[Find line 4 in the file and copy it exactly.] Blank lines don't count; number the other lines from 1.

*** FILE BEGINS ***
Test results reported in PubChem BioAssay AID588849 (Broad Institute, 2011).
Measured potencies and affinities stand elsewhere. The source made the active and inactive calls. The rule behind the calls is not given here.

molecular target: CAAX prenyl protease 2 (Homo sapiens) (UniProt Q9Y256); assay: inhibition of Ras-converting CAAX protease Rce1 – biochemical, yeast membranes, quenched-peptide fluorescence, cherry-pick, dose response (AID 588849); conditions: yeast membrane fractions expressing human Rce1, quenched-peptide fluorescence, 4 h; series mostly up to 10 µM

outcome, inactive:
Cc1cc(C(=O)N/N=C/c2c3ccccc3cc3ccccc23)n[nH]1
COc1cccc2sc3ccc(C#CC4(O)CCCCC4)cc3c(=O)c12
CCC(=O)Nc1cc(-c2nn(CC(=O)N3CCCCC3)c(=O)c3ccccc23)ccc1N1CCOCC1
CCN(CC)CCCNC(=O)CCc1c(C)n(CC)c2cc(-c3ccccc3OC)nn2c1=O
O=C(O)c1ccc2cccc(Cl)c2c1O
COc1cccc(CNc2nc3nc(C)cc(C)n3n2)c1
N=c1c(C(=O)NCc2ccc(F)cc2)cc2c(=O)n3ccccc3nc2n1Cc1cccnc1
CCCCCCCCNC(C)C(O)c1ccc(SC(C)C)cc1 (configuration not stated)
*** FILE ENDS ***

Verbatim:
outcome, inactive: